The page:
But far and away, the loudest noises are from the fiestas and celebrations that go on here almost every week. They always include fireworks – rockets specifically.  Rockets, or cohetones, are a signal that an event is taking place.  An example would be the comparsa I saw a last month.  This one was in honor of the Virgin Mary and participants walked along carrying velas, or candles, beside a life-size wooden image of Mary, carried on the shoulders of six men.  One man preceded the group, stopping at every intersection to set off two coheotones.

On weekends, celebrations, fiestas and parades are nearly constant and they are not rare during the week.  The rockets can blast until the wee hours and sometimes start-up as early as 6 am.  Living next to the church in Jalatlaco, where many celebrations begin and end, it is at times as if my little apartment building is under siege.  I remember the first month I was here being incensed at the racket.  Where were the police?  When I went down to investigate . . . well, that’s exactly where they were: down in the church yard enjoying the party!  And that’s when I was reminded of the traveler’s prime directive:  Forget Home.  Don’t ever think how things ‘should‘ be and certainly never how they ought to be.  Things simply are:  adapt!

In a similar situation, the tourist gets all huffy, complains and whines and tells everyone what a horrible experience it was.  The traveler, on the other hand, comes to bathe in the culture.  The traveler is driven by curiosity and flexibility.  He studies, asks, gets clarification and understands.  And then he changes.

Today, like most Oaxaquenos,  I hardly notice the noise.  They are just part of the landscape.  Ok:  the rockets can still be a surprise, especially the ones that don’t whistle before they explode.  But the parrot in the courtyard that screams ‘HOLA!” for hours at a time?  I notice it like I notice that the sky is blue or that mass is going on next door.  And sometimes I answer:  ‘Hola.’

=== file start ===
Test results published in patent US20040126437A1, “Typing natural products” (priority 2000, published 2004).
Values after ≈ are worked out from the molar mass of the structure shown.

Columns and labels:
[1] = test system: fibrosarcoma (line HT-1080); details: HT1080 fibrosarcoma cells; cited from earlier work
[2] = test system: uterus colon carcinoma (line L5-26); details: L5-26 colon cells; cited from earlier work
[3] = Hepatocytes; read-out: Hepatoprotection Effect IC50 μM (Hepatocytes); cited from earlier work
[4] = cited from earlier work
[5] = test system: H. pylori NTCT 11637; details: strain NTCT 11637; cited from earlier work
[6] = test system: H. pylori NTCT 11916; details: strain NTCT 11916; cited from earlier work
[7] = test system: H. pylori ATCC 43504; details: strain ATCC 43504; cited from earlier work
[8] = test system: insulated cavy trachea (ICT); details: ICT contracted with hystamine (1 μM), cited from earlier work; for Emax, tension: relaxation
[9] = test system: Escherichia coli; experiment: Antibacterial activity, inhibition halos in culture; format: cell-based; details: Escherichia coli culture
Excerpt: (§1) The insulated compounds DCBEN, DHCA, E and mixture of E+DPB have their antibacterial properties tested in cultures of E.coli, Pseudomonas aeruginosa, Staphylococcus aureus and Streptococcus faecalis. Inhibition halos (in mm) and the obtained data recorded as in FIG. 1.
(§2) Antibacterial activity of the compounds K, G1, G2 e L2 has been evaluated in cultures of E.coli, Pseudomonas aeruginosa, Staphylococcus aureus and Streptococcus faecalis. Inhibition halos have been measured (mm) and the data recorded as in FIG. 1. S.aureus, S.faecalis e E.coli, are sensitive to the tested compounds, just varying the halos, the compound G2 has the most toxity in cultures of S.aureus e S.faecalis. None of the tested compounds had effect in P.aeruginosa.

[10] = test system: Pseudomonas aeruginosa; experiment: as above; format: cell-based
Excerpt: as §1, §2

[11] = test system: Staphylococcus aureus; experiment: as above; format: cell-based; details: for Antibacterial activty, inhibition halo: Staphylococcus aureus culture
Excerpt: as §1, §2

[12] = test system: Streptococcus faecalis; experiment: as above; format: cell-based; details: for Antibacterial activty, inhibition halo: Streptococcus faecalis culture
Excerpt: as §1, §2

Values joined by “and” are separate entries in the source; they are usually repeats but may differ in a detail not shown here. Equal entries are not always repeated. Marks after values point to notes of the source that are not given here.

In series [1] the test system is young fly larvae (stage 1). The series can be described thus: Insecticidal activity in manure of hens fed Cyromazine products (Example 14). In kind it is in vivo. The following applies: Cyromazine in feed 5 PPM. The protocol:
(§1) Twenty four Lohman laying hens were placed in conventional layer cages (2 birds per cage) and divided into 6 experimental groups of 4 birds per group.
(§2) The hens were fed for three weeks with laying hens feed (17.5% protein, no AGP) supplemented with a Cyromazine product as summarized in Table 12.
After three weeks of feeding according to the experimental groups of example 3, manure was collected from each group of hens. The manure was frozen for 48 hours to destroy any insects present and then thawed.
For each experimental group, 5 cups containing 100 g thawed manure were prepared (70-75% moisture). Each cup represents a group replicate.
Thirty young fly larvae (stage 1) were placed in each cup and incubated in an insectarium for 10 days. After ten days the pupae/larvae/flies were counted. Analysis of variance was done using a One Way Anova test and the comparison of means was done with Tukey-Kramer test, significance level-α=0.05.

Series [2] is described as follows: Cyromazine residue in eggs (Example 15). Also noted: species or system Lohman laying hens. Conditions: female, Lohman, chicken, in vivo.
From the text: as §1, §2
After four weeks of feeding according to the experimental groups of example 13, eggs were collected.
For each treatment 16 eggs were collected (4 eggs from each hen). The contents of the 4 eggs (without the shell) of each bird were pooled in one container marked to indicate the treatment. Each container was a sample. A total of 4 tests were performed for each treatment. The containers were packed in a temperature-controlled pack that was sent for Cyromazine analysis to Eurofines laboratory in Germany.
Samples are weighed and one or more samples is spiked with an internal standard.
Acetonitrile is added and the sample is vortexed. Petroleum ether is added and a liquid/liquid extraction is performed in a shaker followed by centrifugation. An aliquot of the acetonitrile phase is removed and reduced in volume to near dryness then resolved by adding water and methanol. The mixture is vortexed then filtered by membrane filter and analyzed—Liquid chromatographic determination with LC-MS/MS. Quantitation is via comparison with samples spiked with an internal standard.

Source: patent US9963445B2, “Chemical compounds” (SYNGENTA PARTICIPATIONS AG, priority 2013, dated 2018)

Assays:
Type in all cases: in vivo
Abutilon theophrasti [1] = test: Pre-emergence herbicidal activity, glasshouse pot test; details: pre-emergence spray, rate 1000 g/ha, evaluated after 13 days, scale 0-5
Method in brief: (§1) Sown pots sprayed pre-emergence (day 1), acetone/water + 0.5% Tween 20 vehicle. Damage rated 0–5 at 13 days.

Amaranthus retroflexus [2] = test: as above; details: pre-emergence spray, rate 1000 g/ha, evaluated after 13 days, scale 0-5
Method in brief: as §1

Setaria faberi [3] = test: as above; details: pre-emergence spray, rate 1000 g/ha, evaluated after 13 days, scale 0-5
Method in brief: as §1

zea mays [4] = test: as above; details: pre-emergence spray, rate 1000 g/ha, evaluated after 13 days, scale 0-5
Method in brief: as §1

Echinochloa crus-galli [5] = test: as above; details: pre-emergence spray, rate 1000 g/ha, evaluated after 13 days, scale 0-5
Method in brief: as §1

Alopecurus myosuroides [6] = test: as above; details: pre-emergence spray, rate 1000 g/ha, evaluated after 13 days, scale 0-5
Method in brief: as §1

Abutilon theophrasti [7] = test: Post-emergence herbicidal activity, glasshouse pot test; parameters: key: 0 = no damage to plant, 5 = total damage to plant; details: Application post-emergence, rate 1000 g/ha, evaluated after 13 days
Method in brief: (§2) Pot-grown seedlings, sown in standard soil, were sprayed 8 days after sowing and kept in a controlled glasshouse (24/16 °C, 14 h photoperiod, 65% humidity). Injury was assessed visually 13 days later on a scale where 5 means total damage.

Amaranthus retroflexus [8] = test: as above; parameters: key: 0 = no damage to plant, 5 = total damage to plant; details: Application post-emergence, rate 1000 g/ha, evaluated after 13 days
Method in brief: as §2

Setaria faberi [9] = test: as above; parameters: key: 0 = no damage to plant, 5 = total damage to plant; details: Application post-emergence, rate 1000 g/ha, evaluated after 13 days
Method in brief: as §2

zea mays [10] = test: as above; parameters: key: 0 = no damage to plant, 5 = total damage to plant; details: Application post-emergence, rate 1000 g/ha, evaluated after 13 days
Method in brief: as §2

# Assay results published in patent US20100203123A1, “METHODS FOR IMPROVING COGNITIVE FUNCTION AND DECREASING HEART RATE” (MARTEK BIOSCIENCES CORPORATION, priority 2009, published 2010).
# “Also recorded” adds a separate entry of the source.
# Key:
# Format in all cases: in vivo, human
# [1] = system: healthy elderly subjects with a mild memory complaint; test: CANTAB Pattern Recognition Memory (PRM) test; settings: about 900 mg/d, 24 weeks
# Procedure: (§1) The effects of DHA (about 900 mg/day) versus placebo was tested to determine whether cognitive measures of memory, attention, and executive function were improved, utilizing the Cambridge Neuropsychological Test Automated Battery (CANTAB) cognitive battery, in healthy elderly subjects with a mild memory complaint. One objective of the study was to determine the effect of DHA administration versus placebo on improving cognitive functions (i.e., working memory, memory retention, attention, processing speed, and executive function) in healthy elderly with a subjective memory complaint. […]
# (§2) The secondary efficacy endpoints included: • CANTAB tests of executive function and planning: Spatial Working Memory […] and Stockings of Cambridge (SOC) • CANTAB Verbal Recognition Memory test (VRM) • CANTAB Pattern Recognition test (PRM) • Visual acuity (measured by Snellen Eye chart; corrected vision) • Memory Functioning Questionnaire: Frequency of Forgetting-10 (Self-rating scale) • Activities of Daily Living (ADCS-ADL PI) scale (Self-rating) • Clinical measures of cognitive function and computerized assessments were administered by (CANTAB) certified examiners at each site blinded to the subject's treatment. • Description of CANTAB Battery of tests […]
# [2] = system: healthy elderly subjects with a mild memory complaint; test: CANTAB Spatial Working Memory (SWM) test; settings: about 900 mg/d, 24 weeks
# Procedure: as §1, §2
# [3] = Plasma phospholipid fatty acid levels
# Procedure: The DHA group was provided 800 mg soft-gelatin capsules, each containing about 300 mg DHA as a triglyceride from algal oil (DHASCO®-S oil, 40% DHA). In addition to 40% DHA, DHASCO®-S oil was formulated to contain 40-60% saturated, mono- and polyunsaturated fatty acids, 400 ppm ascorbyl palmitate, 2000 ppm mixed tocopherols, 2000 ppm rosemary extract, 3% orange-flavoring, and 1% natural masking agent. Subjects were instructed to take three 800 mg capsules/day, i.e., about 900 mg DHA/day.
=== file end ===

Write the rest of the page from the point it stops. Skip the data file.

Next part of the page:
**I wrote about this difference between being a traveler and a tourist some months back.  That post is here.  And I got a tough lesson in this principal last week.  

I was in a collectivo headed to Cuilapam, home to an incredible temple and monestary, parts of which have no roof.  We were just leaving Oaxaca, were stopped at a red light where our street intersected with a six lane highway.  There, across the highway, on the other side, I saw a dog, a callejero – a street dog- sitting about four feet from the curb.  As I watched it was clear that he had lost use of his hind legs;  he’d been hit.  He kept looking around trying to get to the curb and safety, but couldn’t move.  There were people around, looking for their buses, talking on their cell phones.  The dog was right there in front of them but nobody seemed to notice at all.  I knew, when the light changed a big bus would eventually turn that corner, the driver wouldn’t see the dog and that would be it.  It nearly killed me.  And we were gone before I had to watch.

So what would I have done had I been on that corner, six lanes from my collectivo?  Of course, I’d have helped the dog to the sidewalk.  But then what?  He was done.  Finished.  There was no hope for that dog.  In the culture of Oaxaca, callejeros are tolerated.  They tend to be well fed and somewhat healthy because there is a lot of street food.  But the are street dogs.  They live in the street and they die in the street.  It is the natural order here.  As much as I’d like to tell you that my tourist stayed in check and the detached traveler took over, truth is I haven’t been able to shake the image of that big white dog in the street, taking what certainly were his last breaths.